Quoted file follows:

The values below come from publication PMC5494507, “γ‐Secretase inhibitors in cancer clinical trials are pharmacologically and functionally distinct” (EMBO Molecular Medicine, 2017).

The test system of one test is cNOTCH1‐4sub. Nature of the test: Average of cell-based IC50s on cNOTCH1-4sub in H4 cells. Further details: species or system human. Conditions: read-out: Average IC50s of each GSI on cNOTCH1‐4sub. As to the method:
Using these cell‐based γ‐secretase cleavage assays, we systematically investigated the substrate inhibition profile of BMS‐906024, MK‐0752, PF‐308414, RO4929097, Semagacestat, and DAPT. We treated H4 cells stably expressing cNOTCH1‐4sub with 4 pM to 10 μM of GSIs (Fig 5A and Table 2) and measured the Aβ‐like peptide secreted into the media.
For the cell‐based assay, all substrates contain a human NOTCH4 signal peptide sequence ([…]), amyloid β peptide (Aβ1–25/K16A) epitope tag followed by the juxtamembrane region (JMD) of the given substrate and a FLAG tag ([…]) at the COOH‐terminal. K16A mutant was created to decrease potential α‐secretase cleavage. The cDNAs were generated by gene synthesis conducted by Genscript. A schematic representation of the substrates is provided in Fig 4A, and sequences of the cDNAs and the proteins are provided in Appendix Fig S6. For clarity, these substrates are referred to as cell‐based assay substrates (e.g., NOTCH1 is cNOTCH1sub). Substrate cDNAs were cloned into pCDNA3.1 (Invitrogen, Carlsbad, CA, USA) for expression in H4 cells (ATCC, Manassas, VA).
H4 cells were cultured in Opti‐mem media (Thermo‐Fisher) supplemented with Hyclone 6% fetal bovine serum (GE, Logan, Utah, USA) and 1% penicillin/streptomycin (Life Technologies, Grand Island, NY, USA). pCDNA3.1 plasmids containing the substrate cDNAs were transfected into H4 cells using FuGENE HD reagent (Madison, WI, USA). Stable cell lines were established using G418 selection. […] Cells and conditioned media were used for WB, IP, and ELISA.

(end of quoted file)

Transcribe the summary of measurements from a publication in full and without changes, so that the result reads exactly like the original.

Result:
The values below come from publication PMC5494507, “γ‐Secretase inhibitors in cancer clinical trials are pharmacologically and functionally distinct” (EMBO Molecular Medicine, 2017).

The test system of one test is cNOTCH1‐4sub. Nature of the test: Average of cell-based IC50s on cNOTCH1-4sub in H4 cells. Further details: species or system human. Conditions: read-out: Average IC50s of each GSI on cNOTCH1‐4sub. As to the method:
Using these cell‐based γ‐secretase cleavage assays, we systematically investigated the substrate inhibition profile of BMS‐906024, MK‐0752, PF‐308414, RO4929097, Semagacestat, and DAPT. We treated H4 cells stably expressing cNOTCH1‐4sub with 4 pM to 10 μM of GSIs (Fig 5A and Table 2) and measured the Aβ‐like peptide secreted into the media.
For the cell‐based assay, all substrates contain a human NOTCH4 signal peptide sequence ([…]), amyloid β peptide (Aβ1–25/K16A) epitope tag followed by the juxtamembrane region (JMD) of the given substrate and a FLAG tag ([…]) at the COOH‐terminal. K16A mutant was created to decrease potential α‐secretase cleavage. The cDNAs were generated by gene synthesis conducted by Genscript. A schematic representation of the substrates is provided in Fig 4A, and sequences of the cDNAs and the proteins are provided in Appendix Fig S6. For clarity, these substrates are referred to as cell‐based assay substrates (e.g., NOTCH1 is cNOTCH1sub). Substrate cDNAs were cloned into pCDNA3.1 (Invitrogen, Carlsbad, CA, USA) for expression in H4 cells (ATCC, Manassas, VA).
H4 cells were cultured in Opti‐mem media (Thermo‐Fisher) supplemented with Hyclone 6% fetal bovine serum (GE, Logan, Utah, USA) and 1% penicillin/streptomycin (Life Technologies, Grand Island, NY, USA). pCDNA3.1 plasmids containing the substrate cDNAs were transfected into H4 cells using FuGENE HD reagent (Madison, WI, USA). Stable cell lines were established using G418 selection. […] Cells and conditioned media were used for WB, IP, and ELISA.